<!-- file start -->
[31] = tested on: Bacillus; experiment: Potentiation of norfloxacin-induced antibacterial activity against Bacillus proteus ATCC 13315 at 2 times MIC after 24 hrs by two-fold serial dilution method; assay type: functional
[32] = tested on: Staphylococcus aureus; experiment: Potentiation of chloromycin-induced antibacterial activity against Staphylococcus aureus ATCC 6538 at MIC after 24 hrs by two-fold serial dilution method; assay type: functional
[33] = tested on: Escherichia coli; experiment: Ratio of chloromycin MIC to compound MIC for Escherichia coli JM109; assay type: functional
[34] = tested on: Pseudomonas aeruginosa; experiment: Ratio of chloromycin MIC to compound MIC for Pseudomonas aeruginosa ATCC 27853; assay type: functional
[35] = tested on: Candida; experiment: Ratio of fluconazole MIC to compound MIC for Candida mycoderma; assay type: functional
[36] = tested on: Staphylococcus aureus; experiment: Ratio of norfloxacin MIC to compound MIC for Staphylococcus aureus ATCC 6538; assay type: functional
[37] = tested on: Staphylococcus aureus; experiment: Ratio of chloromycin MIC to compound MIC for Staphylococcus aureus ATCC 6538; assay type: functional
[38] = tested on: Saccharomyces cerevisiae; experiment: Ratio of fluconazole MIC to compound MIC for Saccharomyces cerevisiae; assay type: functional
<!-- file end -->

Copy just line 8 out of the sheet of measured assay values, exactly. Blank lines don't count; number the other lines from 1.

[38] = tested on: Saccharomyces cerevisiae; experiment: Ratio of fluconazole MIC to compound MIC for Saccharomyces cerevisiae; assay type: functional